Stop expanding road network to discourage driving

It is generally accepted that Singaporeans should start depending less on the car, and last Monday's commentary captures various aspects of the issue ("Can S'pore go car-lite?").

Much money has been spent over the years building expressways, flyovers, underpasses and other road enhancements.

An example is the planned North-South Expressway from Woodlands to the city, an $8 billion project. And only recently, the Marina Coastal Expressway was completed at a cost of $4.3 billion.

There are, of course, economic benefits to be gained from having a good road infrastructure, which has also made driving in Singapore generally pleasant, even pleasurable, compared with the experience in many cities.

But therein lies the paradox - a good road network encourages more car ownership and usage. If the roads are so good, it would be tough to get people to drive less often, let alone give it up altogether.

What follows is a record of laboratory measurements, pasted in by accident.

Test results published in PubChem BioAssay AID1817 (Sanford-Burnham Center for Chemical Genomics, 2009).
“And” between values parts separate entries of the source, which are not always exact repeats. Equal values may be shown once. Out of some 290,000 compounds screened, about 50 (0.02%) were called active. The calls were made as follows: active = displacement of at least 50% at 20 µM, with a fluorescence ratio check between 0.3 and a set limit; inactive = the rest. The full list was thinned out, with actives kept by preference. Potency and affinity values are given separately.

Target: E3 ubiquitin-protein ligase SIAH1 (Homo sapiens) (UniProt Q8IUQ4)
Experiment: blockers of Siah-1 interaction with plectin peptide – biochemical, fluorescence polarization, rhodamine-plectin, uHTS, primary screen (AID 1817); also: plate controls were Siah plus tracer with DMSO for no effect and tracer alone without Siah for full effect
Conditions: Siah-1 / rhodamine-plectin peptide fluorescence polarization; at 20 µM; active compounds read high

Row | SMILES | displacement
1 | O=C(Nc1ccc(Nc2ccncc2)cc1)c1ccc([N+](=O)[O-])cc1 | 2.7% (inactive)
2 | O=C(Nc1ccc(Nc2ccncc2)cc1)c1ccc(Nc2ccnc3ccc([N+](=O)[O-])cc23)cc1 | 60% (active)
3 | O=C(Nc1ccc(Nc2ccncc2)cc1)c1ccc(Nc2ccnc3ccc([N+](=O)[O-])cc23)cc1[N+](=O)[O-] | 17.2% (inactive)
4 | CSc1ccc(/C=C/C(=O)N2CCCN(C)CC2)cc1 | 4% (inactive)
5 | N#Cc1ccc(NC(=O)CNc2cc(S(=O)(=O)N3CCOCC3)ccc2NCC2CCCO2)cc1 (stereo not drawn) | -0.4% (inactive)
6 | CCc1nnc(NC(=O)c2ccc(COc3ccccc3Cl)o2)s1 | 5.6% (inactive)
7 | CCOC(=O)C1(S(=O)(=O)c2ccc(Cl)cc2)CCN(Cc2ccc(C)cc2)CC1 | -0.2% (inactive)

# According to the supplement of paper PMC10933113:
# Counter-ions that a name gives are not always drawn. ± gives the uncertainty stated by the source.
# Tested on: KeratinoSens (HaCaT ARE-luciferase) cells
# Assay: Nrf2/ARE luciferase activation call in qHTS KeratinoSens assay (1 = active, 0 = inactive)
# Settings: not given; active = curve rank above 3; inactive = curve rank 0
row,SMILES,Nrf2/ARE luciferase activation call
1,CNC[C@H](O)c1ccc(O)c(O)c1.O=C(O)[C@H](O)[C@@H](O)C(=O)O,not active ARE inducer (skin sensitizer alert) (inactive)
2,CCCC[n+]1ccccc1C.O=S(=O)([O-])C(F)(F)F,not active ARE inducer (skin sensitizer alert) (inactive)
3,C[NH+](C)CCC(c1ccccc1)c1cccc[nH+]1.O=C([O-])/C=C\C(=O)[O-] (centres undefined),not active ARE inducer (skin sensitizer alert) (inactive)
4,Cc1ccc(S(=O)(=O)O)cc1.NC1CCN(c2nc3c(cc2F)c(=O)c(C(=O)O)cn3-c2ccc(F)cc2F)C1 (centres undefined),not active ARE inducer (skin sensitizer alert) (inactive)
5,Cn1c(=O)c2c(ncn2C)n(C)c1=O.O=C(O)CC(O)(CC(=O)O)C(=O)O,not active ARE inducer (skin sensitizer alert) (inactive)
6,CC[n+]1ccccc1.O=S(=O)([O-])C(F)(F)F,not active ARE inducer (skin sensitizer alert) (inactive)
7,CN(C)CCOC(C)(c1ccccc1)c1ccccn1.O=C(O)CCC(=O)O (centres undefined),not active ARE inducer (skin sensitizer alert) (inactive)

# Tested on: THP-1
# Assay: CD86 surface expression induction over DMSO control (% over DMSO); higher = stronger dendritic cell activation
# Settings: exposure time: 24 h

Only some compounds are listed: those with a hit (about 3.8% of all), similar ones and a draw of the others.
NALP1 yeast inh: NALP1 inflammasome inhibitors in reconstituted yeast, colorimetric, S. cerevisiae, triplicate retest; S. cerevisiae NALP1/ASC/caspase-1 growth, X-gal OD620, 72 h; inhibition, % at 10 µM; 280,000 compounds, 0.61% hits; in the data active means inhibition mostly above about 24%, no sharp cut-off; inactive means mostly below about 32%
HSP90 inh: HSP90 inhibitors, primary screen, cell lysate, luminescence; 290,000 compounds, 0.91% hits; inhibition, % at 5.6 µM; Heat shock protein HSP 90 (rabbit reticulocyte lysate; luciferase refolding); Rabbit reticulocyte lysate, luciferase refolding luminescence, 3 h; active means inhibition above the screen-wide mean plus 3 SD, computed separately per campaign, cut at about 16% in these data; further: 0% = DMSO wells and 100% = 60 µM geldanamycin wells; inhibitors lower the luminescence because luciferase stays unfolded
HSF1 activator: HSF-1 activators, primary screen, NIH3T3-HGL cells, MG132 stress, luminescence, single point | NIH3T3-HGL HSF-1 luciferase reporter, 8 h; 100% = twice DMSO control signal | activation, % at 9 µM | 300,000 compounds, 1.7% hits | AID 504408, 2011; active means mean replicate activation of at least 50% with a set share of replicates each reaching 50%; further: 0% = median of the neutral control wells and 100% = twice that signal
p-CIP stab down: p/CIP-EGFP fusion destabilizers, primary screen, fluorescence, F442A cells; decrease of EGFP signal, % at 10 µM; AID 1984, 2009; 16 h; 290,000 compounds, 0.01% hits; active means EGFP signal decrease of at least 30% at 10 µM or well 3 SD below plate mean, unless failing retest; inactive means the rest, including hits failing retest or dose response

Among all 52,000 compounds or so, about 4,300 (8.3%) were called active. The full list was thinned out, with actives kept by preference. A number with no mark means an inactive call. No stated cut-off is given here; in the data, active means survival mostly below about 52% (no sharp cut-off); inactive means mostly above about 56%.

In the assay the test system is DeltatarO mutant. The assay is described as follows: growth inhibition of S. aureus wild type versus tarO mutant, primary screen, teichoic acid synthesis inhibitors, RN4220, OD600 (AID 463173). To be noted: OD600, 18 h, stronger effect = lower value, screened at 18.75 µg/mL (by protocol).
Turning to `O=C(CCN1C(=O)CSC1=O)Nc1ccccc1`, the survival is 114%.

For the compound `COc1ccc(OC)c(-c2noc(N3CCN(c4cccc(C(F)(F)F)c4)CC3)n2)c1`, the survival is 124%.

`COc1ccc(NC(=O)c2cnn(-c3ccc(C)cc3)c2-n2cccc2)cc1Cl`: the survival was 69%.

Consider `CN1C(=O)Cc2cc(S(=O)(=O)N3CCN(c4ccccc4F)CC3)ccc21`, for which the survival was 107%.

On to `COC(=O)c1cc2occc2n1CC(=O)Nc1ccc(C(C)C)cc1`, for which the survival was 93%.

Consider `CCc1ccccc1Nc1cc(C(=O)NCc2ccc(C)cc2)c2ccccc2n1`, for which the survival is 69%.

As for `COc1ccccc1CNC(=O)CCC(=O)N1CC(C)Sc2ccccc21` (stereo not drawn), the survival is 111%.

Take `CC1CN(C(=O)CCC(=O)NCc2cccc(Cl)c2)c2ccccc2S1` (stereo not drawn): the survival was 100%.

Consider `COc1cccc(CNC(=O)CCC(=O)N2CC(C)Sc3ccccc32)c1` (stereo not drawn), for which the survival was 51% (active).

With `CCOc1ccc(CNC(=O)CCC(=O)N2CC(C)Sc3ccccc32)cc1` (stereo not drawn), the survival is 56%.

Several MPs have urged fiscal prudence in the recent Budget debates. More challenging times are ahead and it will be wiser to spend limited funds on more existential concerns, such as achieving water self-sufficiency sooner and securing our energy supply.

There should be a freeze on all road works, except for essential maintenance and repair, and roads for new residential and industrial areas.

If we continue expanding our roads, the car-lite initiative risks being undermined. Going road-lite supports going car-lite.

Tan Chak Lim

A version of this article appeared in the print edition of The Straits Times on April 25, 2016, with the headline 'Stop expanding road network to discourage driving'. Print Edition | Subscribe